Tokyo Story (Tôkyô monogatari) (1953)
Average Rating: 9.7/10
Reviews Counted: 38
Fresh: 38 | Rotten: 0
No consensus yet.
Average Rating: 10/10
Critic Reviews: 6
Fresh: 6 | Rotten: 0
No consensus yet.
Average Rating: 4.4/5
User Ratings: 10,164
As with much of director Yasujiro Ozu's work, a plot summary of this film does not do justice to the emotional power that Ozu lends to this sad, understated tale. An elderly couple, Shukichi (Chishu Ryu) and Tomi Hirayama (Chieko Higashiyama), leaves their small coastal village in southern Japan to visit their married children in Tokyo. Their eldest son, Koichi (So Yamamura), a doctor running a clinic in a working-class part of town, is too busy to show them around town, and their eldest
Nov 3, 1953 Wide
Oct 30, 2003
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Ozu's long shots, knee-high camera placement, and collapsed perspective -- as gorgeous and unsettling as a Cézanne -- gather power over the duration, but time itself is the master's most potent weapon.
This remains one of the most approachable and moving of all cinema's masterpieces.
The way Ozu builds up emotional empathy for a sense of disappointment in its various characters is where his mastery lies.
It ennobles the cinema. It says, yes, a movie can help us make small steps against our imperfections.
Luminous in its freedom from the sentimentality or the satire that so often obscure an artist's vision of normal living.
With its debt to Leo McCarey's 'Make Way for Tomorrow,' Yasujiro Ozu's 'Tokyo Story' is no less true, shattering, and not for viewers fretting about unsympathetic grown-up children.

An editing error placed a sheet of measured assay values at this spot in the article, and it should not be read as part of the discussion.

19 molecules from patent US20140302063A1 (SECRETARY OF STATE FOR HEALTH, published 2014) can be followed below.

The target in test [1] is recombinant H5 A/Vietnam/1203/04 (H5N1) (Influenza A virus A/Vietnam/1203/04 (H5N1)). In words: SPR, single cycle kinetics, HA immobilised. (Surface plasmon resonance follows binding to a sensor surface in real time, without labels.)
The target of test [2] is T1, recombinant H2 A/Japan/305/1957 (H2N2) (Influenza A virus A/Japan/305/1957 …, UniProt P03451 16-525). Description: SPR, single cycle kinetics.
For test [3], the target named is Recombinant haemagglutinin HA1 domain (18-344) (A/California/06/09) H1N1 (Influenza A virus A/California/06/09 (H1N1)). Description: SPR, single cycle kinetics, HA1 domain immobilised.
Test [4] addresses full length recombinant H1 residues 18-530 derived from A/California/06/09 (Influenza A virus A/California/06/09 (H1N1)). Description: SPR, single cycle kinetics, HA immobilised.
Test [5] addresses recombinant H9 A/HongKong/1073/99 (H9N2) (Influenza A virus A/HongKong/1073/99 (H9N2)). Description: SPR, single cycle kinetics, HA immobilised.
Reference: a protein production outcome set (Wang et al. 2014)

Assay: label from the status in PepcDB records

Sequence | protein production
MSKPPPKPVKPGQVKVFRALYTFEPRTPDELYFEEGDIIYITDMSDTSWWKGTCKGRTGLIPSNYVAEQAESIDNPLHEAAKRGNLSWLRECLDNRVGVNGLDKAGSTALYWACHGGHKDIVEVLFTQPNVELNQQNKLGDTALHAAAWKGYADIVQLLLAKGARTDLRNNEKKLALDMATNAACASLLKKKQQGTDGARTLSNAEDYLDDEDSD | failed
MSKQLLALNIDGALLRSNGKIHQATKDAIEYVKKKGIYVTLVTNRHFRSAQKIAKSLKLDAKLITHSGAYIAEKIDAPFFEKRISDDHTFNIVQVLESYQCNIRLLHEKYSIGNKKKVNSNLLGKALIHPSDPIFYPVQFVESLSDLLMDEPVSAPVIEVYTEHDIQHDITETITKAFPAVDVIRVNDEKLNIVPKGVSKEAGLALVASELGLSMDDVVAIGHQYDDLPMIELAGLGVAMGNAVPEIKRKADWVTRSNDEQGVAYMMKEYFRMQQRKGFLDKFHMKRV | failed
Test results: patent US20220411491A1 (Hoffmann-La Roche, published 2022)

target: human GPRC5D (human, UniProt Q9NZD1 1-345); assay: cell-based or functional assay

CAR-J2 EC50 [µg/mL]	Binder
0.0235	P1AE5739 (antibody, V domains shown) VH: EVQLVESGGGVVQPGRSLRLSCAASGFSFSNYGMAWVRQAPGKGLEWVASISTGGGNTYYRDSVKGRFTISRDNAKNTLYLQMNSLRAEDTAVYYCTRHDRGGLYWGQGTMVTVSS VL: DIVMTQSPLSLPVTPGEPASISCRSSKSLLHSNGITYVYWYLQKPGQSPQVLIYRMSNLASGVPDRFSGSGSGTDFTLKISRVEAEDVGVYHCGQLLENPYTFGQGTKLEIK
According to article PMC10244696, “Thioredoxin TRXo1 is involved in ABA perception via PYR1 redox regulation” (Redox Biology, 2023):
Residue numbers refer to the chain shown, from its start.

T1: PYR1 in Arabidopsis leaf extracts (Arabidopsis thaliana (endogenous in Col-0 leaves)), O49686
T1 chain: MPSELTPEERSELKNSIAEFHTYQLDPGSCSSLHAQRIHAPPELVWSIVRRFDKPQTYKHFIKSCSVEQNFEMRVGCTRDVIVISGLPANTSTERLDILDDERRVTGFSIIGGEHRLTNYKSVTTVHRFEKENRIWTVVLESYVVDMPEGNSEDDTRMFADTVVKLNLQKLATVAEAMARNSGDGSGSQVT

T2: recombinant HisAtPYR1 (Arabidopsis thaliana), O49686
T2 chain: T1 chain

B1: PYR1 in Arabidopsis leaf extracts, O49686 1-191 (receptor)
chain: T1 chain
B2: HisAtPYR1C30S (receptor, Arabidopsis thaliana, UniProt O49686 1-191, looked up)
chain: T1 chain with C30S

In this exquisite merging of specific and universal, infinite and infinitesimal, Tokyo Story perhaps most clearly illuminates that Ozu is not the most Japanese of filmmakers, but the most human.
Ozu has made a film as simple in form and complex in nature as life itself. Here, every viewer is cast as a tourist, and yet will feel right at home.
These characters never surprise us with anything showy, lurid, or sensational. They're ordinary human beings, treated with fierce attention that feels like deep respect.
Ozu may have made subtler films, but the clarity of his social critique here is wrenching and unassailable.
Newcomers to Ozu must be prepared for a rigidly controlled work with no mobile-camera shots. This style elegantly frames the delicate performances, which in turn do justice to the wisdom and compassion of Ozu's view of life.
This 1953 classic is one of the cinema's most profound and moving studies of married love, ageing and the relations between parents and children. It is flawless and rewards numerous viewings.
A difficult film to describe without making it seem less than the masterpiece it is, 'Tokyo Story' is a remarkable work that gives a real insight into family life.
A quiet, devastating poignancy that gently envelops you en route to an absolute tear-streamer of an ending.
Yasujiro Ozu was a master film-maker who specialised in middle-class family melodramas known in Japanese as shomin-geki, and this moving story is one of his finest achievements.
Ozu only has to train his camera on a face to uncover a sense of resignation, or longing, or loneliness, and the mood, if you allow it, becomes quite overwhelming.
Ozu's style is one based on restriction, rigor, and repetition, which paradoxically expands his emotional meanings.
One of the most quietly powerful studies of the gradual and inevitable erosion of the family in a rapidly changing world.
Audience Reviews for Tokyo Story (Tôkyô monogatari)
- Kyoko: Isn't life disappointing?
- Noriko: Yes, it is.
- Shukishi Hirayama: Perhaps we expect too much out of our children....
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